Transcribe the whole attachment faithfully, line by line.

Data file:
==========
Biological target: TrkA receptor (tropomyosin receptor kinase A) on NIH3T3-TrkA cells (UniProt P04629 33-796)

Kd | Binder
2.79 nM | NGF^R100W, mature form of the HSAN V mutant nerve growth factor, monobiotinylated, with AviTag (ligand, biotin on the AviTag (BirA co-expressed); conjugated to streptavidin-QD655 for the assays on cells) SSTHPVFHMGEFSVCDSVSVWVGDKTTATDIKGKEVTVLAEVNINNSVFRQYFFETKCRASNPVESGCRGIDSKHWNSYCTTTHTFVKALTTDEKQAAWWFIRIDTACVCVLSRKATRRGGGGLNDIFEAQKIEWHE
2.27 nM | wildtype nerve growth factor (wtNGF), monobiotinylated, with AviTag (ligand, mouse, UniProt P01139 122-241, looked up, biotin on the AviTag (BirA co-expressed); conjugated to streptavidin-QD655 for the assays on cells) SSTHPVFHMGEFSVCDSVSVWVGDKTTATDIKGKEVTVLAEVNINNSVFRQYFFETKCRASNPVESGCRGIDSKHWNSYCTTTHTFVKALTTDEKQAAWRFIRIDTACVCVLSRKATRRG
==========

Biological target: TrkA receptor (tropomyosin receptor kinase A) on NIH3T3-TrkA cells (UniProt P04629 33-796)

Kd | Binder
2.79 nM | NGF^R100W, mature form of the HSAN V mutant nerve growth factor, monobiotinylated, with AviTag (ligand, biotin on the AviTag (BirA co-expressed); conjugated to streptavidin-QD655 for the assays on cells) SSTHPVFHMGEFSVCDSVSVWVGDKTTATDIKGKEVTVLAEVNINNSVFRQYFFETKCRASNPVESGCRGIDSKHWNSYCTTTHTFVKALTTDEKQAAWWFIRIDTACVCVLSRKATRRGGGGLNDIFEAQKIEWHE
2.27 nM | wildtype nerve growth factor (wtNGF), monobiotinylated, with AviTag (ligand, mouse, UniProt P01139 122-241, looked up, biotin on the AviTag (BirA co-expressed); conjugated to streptavidin-QD655 for the assays on cells) SSTHPVFHMGEFSVCDSVSVWVGDKTTATDIKGKEVTVLAEVNINNSVFRQYFFETKCRASNPVESGCRGIDSKHWNSYCTTTHTFVKALTTDEKQAAWRFIRIDTACVCVLSRKATRRG